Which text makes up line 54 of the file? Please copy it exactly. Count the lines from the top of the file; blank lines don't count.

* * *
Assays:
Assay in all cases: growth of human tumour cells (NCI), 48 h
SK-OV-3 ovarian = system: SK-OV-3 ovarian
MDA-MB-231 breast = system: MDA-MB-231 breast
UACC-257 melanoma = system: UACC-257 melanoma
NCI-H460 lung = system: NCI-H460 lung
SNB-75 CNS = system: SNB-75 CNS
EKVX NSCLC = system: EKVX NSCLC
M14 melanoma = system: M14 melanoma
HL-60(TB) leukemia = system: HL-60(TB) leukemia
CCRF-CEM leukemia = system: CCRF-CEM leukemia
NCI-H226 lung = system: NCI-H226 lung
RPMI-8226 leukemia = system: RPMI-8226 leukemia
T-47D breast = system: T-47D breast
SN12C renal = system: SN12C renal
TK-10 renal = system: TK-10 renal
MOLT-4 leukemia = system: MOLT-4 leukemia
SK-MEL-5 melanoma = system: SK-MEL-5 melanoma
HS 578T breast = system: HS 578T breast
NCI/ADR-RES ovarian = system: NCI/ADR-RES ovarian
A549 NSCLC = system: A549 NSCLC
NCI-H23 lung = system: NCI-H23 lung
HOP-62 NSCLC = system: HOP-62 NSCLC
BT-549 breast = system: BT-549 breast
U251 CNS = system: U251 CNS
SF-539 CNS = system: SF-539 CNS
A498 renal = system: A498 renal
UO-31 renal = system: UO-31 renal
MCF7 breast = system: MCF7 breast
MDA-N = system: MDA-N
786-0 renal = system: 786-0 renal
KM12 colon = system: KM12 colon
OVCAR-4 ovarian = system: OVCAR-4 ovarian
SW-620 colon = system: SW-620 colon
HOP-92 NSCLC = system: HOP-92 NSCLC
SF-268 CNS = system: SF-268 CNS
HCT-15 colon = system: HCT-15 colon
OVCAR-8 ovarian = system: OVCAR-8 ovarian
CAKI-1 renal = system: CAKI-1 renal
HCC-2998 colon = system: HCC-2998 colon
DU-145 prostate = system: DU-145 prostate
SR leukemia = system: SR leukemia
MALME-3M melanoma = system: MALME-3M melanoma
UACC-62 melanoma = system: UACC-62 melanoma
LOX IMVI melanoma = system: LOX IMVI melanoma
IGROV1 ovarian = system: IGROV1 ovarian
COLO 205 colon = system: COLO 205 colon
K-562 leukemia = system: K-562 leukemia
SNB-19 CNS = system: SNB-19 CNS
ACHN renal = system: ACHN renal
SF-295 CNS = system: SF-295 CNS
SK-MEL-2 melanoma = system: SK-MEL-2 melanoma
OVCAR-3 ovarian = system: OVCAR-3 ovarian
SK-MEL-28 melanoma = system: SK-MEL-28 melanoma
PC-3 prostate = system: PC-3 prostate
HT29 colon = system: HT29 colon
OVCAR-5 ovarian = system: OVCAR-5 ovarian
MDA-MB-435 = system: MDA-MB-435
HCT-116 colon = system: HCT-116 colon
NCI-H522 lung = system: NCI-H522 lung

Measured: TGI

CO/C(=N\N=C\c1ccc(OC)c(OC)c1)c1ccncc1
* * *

SK-MEL-28 melanoma = system: SK-MEL-28 melanoma